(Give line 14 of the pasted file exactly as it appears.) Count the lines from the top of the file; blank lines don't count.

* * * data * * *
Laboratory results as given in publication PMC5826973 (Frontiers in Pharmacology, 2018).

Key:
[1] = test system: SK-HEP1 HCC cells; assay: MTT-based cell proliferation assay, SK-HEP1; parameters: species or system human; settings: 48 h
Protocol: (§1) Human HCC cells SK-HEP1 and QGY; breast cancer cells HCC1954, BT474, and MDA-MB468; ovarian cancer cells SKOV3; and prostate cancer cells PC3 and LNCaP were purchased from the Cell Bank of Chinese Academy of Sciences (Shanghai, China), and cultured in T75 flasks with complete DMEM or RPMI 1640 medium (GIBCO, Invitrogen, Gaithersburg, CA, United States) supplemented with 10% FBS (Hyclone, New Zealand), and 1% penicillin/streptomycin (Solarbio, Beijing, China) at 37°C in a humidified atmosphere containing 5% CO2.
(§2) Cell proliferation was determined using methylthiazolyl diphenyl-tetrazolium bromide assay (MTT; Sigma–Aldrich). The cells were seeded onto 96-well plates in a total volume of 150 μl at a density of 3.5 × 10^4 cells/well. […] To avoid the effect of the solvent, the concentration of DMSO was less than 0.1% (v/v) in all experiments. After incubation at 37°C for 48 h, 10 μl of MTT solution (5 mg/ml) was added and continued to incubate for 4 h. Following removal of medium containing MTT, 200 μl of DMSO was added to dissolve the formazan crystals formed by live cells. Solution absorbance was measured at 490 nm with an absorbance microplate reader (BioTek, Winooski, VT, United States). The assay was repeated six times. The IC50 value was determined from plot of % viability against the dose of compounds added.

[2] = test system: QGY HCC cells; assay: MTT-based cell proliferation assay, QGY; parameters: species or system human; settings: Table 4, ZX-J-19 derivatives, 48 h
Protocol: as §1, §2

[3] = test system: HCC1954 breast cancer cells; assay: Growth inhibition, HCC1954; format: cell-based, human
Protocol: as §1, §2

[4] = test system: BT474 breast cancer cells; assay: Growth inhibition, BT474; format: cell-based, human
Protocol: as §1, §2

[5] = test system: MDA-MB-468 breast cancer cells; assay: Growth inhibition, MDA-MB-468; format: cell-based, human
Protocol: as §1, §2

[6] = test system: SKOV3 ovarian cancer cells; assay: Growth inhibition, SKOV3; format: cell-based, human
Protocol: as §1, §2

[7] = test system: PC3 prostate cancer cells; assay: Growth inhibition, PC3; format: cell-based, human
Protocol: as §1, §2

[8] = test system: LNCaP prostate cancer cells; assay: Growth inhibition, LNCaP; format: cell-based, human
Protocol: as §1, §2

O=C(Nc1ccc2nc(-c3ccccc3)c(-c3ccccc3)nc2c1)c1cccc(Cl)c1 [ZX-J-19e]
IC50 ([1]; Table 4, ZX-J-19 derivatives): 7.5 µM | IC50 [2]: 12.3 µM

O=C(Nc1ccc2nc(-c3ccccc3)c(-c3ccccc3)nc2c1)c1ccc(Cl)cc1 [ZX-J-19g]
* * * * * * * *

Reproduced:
[6] = test system: SKOV3 ovarian cancer cells; assay: Growth inhibition, SKOV3; format: cell-based, human